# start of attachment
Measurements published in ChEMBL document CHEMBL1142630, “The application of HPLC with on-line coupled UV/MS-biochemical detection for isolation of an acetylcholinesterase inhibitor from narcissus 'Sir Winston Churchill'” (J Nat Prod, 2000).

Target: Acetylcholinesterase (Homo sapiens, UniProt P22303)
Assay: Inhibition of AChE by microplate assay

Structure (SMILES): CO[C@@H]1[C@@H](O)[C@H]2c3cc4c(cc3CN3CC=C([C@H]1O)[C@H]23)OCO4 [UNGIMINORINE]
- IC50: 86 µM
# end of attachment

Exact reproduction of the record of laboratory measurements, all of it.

Measurements published in ChEMBL document CHEMBL1142630, “The application of HPLC with on-line coupled UV/MS-biochemical detection for isolation of an acetylcholinesterase inhibitor from narcissus 'Sir Winston Churchill'” (J Nat Prod, 2000).

Target: Acetylcholinesterase (Homo sapiens, UniProt P22303)
Assay: Inhibition of AChE by microplate assay

Structure (SMILES): CO[C@@H]1[C@@H](O)[C@H]2c3cc4c(cc3CN3CC=C([C@H]1O)[C@H]23)OCO4 [UNGIMINORINE]
- IC50: 86 µM